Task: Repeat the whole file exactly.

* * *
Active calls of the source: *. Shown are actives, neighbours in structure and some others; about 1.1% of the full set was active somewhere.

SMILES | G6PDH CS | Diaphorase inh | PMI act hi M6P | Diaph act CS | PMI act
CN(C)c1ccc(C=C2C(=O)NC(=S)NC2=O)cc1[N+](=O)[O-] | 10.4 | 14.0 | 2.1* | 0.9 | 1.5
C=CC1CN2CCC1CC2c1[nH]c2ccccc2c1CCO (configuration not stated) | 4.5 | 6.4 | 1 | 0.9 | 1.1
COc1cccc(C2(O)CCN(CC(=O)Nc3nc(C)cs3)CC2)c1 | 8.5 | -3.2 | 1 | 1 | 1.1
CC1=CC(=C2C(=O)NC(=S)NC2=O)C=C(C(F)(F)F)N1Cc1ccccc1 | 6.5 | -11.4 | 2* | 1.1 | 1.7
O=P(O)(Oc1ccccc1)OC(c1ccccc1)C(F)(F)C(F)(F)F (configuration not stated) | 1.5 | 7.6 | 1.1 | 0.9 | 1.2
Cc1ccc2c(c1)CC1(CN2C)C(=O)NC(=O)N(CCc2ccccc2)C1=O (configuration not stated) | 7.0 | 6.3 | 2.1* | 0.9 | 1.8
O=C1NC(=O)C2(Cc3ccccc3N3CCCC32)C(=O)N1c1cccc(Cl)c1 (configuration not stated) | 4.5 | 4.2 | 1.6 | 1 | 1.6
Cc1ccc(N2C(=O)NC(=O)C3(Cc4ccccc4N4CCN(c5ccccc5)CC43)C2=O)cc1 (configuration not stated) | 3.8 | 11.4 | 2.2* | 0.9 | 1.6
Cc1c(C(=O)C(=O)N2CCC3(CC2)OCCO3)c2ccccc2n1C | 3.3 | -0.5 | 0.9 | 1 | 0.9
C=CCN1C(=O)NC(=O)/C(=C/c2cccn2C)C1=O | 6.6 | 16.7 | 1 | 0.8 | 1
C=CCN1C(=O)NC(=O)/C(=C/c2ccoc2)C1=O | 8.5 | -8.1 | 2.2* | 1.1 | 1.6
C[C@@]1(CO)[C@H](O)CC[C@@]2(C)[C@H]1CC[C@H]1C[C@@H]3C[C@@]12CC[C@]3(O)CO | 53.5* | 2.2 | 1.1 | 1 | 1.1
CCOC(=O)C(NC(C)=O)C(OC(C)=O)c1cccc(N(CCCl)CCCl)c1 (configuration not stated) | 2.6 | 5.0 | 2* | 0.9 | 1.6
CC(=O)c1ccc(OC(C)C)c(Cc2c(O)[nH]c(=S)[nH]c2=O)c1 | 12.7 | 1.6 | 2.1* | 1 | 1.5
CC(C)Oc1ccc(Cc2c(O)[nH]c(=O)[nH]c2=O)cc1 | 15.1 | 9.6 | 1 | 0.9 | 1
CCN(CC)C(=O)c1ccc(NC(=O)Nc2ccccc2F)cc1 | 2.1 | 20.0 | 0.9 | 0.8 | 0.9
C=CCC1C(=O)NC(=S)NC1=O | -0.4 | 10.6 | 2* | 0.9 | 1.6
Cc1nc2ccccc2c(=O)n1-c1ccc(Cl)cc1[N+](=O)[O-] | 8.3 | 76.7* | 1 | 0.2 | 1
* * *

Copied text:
Active calls of the source: *. Shown are actives, neighbours in structure and some others; about 1.1% of the full set was active somewhere.

SMILES | G6PDH CS | Diaphorase inh | PMI act hi M6P | Diaph act CS | PMI act
CN(C)c1ccc(C=C2C(=O)NC(=S)NC2=O)cc1[N+](=O)[O-] | 10.4 | 14.0 | 2.1* | 0.9 | 1.5
C=CC1CN2CCC1CC2c1[nH]c2ccccc2c1CCO (configuration not stated) | 4.5 | 6.4 | 1 | 0.9 | 1.1
COc1cccc(C2(O)CCN(CC(=O)Nc3nc(C)cs3)CC2)c1 | 8.5 | -3.2 | 1 | 1 | 1.1
CC1=CC(=C2C(=O)NC(=S)NC2=O)C=C(C(F)(F)F)N1Cc1ccccc1 | 6.5 | -11.4 | 2* | 1.1 | 1.7
O=P(O)(Oc1ccccc1)OC(c1ccccc1)C(F)(F)C(F)(F)F (configuration not stated) | 1.5 | 7.6 | 1.1 | 0.9 | 1.2
Cc1ccc2c(c1)CC1(CN2C)C(=O)NC(=O)N(CCc2ccccc2)C1=O (configuration not stated) | 7.0 | 6.3 | 2.1* | 0.9 | 1.8
O=C1NC(=O)C2(Cc3ccccc3N3CCCC32)C(=O)N1c1cccc(Cl)c1 (configuration not stated) | 4.5 | 4.2 | 1.6 | 1 | 1.6
Cc1ccc(N2C(=O)NC(=O)C3(Cc4ccccc4N4CCN(c5ccccc5)CC43)C2=O)cc1 (configuration not stated) | 3.8 | 11.4 | 2.2* | 0.9 | 1.6
Cc1c(C(=O)C(=O)N2CCC3(CC2)OCCO3)c2ccccc2n1C | 3.3 | -0.5 | 0.9 | 1 | 0.9
C=CCN1C(=O)NC(=O)/C(=C/c2cccn2C)C1=O | 6.6 | 16.7 | 1 | 0.8 | 1
C=CCN1C(=O)NC(=O)/C(=C/c2ccoc2)C1=O | 8.5 | -8.1 | 2.2* | 1.1 | 1.6
C[C@@]1(CO)[C@H](O)CC[C@@]2(C)[C@H]1CC[C@H]1C[C@@H]3C[C@@]12CC[C@]3(O)CO | 53.5* | 2.2 | 1.1 | 1 | 1.1
CCOC(=O)C(NC(C)=O)C(OC(C)=O)c1cccc(N(CCCl)CCCl)c1 (configuration not stated) | 2.6 | 5.0 | 2* | 0.9 | 1.6
CC(=O)c1ccc(OC(C)C)c(Cc2c(O)[nH]c(=S)[nH]c2=O)c1 | 12.7 | 1.6 | 2.1* | 1 | 1.5
CC(C)Oc1ccc(Cc2c(O)[nH]c(=O)[nH]c2=O)cc1 | 15.1 | 9.6 | 1 | 0.9 | 1
CCN(CC)C(=O)c1ccc(NC(=O)Nc2ccccc2F)cc1 | 2.1 | 20.0 | 0.9 | 0.8 | 0.9
C=CCC1C(=O)NC(=S)NC1=O | -0.4 | 10.6 | 2* | 0.9 | 1.6
Cc1nc2ccccc2c(=O)n1-c1ccc(Cl)cc1[N+](=O)[O-] | 8.3 | 76.7* | 1 | 0.2 | 1